Daniel Johnston, the Tinklers, hell- almost anything on Shimmy Disc...

There were all kinds of challenging Japanese acts- Zeni Geva, KK Null, the Boredoms... all very loud and out there, capable of clearing a room in seconds.

There was a series of records called "The Beat of the Traps". These were the songs that resulted from those ads in the back of magazines that said, 'put your poetry to music! send $49 and your lyrics, and we'll send you a 7" 45-rpm record!' Bored session musicians cranking out canned rythyms with awful rhyming shit. A classic in this vein is John Trubee's 7" called "Blind Man's Penis". Trubee decided he'd mess with that format and send in offensive stuff, just to see if they'd record it. They did, but they altered the line "Stevie Wonder's penis is erect because he's blind" to "A blind man's penis".

Ah, the good ol' days of college radio, unburdened of any format, free to fart around with any dismal thing that crossed my path... Big fun!

Thu, 30 Dec 2004

2/23/2005 5:42 PM  
Anonymous Tom said...

Where's their site? I've gotta hear what these guys sound like, but their site appears to be non-existent. That is just not fair. You don't happen to know of any sites to download some samples, do you?

2/23/2005 5:51 PM  
Blogger DrPat said...

I've found lots of references to the author (McCall Smith) as a member of the RTO, but nothing in the way of sound files for sampling. I had never heard of the RTO before Alec called me from Edinburgh. I did discover in the course of Googling that there is a band named "Bad Music".

Who knew?

Wed, 29 Dec 2004

2/23/2005 5:54 PM  
Anonymous Lono said...

being a rock guy... your rock guy... I have to throw this one in. If we are discussing the worst piece of music ever committed to acetate, I am going with Nico's 'Chelsea Girl; live'.

Wed, 29 Dec 2004

2/23/2005 5:55 PM  
Blogger DrPat said...

But there's a difference, I think, between accidentally creating a smelly piece of music, and deliberately, with malice aforethought and practice, conspiring to produce a really terrible performance.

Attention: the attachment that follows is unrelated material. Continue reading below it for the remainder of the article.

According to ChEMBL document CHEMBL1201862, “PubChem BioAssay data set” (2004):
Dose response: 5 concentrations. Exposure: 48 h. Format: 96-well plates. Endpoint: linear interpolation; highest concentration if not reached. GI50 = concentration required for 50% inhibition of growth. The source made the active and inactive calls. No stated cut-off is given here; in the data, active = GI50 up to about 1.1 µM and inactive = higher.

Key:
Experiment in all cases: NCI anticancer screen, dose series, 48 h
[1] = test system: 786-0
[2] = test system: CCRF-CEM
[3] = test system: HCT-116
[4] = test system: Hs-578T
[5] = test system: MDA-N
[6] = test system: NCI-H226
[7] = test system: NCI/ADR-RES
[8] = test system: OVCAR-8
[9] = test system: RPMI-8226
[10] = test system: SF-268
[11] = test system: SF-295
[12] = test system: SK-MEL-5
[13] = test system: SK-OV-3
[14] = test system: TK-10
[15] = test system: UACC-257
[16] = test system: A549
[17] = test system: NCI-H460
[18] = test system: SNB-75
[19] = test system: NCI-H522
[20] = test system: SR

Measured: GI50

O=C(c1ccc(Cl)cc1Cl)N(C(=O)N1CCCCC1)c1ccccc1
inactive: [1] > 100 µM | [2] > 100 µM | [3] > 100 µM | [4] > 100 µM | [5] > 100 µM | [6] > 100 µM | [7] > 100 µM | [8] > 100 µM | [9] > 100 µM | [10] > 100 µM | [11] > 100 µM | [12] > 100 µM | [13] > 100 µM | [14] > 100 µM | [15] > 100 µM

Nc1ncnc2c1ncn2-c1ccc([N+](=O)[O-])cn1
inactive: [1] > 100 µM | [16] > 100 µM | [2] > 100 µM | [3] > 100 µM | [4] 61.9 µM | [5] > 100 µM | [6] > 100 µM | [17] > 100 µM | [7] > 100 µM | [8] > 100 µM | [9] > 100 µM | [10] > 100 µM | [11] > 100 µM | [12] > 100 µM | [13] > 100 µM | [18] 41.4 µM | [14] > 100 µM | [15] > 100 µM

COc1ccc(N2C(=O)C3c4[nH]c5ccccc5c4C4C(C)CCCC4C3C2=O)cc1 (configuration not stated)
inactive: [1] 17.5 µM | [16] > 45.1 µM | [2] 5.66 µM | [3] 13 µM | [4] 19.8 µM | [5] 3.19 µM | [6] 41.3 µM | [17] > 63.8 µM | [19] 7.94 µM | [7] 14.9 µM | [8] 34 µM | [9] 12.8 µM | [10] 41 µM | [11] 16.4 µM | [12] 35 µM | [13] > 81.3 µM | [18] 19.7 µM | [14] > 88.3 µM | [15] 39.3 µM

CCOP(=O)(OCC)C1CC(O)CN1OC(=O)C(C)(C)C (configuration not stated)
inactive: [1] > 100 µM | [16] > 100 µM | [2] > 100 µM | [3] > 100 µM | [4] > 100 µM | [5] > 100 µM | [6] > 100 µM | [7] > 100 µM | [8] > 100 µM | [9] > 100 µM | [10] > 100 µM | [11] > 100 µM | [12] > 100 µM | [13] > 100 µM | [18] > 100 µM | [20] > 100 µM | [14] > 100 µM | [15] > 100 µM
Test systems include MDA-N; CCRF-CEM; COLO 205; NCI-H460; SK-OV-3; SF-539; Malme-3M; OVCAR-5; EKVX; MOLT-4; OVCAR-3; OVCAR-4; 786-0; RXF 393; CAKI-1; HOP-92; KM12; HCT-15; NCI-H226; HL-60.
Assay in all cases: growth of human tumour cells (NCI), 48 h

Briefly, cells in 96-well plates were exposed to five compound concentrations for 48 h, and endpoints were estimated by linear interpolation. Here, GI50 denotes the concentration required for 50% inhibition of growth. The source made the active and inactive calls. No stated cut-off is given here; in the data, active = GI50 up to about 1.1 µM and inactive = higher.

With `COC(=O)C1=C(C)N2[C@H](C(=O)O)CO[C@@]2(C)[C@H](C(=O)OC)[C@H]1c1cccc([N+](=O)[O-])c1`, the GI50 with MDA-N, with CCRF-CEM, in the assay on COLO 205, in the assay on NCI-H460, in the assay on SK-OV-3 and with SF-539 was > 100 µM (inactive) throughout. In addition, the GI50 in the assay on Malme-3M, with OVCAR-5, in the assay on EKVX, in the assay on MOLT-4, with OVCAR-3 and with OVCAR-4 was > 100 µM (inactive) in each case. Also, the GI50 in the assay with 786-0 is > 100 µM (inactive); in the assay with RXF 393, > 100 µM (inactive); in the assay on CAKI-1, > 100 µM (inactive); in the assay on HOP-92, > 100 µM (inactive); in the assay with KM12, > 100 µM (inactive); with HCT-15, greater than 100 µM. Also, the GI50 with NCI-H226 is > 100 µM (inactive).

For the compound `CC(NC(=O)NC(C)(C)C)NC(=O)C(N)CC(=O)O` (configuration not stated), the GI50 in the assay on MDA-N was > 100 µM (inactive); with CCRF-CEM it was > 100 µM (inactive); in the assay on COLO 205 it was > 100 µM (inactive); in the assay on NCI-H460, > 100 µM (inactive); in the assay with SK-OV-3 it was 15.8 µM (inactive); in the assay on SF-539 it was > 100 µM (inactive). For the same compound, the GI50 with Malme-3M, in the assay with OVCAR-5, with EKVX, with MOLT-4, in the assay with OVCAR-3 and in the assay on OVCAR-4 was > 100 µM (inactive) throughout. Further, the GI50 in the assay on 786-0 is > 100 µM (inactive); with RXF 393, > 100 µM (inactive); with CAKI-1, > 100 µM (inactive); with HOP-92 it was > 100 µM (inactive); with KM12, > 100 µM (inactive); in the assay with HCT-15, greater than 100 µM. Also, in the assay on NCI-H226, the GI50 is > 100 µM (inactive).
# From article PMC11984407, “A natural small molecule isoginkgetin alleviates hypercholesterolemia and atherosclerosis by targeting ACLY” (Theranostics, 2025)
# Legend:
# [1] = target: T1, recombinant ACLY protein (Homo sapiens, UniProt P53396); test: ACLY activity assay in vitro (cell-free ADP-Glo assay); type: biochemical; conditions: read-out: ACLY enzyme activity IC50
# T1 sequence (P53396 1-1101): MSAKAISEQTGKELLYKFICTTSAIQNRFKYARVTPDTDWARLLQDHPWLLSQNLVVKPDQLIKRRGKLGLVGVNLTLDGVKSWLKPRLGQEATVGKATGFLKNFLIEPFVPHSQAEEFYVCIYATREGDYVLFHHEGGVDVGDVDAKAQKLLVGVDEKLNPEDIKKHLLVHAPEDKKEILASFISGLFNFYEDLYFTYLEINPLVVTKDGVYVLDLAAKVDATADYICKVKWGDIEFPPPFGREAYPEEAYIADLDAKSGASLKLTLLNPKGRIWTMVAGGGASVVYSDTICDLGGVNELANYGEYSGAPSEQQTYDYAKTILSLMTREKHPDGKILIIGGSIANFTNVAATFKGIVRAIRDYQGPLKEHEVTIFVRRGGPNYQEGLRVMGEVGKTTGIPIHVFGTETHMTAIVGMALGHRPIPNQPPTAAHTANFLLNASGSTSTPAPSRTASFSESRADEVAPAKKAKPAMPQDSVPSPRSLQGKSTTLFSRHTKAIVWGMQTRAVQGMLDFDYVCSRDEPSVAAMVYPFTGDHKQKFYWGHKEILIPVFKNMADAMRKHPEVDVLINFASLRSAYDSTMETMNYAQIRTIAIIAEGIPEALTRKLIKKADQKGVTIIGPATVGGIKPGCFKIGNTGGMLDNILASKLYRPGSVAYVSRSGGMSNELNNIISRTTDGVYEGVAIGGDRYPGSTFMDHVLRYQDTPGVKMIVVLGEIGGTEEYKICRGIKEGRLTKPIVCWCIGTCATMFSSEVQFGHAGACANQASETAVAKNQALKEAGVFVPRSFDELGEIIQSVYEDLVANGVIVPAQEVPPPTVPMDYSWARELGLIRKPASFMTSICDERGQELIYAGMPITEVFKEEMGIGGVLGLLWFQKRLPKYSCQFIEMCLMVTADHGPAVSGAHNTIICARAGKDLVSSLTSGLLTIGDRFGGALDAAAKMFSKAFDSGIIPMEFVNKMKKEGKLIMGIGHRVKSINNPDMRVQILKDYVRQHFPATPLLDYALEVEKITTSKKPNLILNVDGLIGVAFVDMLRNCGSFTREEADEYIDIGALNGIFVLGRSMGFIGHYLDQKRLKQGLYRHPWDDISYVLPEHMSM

Otherwise, why would McCall Smith, who plays the bassoon in their gigs, show up to practice with a jury-rigged clarinet (and then never play it even at practice)?

Still, they sell tickets. And now, reportedly, a CD.

2/23/2005 5:56 PM  
Anonymous Vern Halen said...

Sorry there Mr. Lono, worst rock (?)recording of all time is The Shagg's Philosophy of the World. And Dr. Pat - worst intentionally malicious recording of all time is Lou Reed's Metal Machine Music, which contains no Metal or Music, and maybe even no Machines - it's pretty hard to tell. I sat through the whole thing only once, and once was enough, thank you.

Wed, 29 Dec 2004

2/23/2005 5:58 PM  
Anonymous Nick Jones said...

I dare say that I am one of the few (the only?) that actually likes Reed's MMM. Not only am I a fan of all music experimental and/or extreme (Edgard Varese and Charles Ives to Fred Frith and Diamanda Galas), but the story also goes that MMM was Reed's Double Flip Off to RCA to finish up his contract. Gotta admire the man's chutzpah!

Wed, 29 Dec 2004

2/23/2005 5:59 PM  
Anonymous Nick Jones said...

And is anyone here old enough to remember The Portsmouth Symphonia? An art school project, created by Gavin Bryars and including Brian Eno, the raison d'etre was a combination of concert-ready players and enthusiastic amateurs, with the results being either excruciating or hilarious, depending on your degree of reverence for the classical masterpieces (I had a friend who begged me to take the record off after the first few cuts).

The premise was that Beethoven enjoyed going to rural taverns to listen to his music being played by musicians who weren't quite up to snuff. True or not, the results were quite amusing to me, and it seems a shame that the two albums I own have never been released on CD. You can still find the vinyl being sold, but only if you feel like shelling out $100 or so.

Wed, 29 Dec 2004

2/23/2005 6:01 PM  
Anonymous Anonymous said...

I think MMM is fab! I have it on cd, and have listened to it loads. It's full of ever changing textures, and sounds like a factory of machines getting down after closing time.

Would love a copy of the P S record. I've only seen a few bit's of old film footage, but it had me on the floor.


2/02/2007 6:24 PM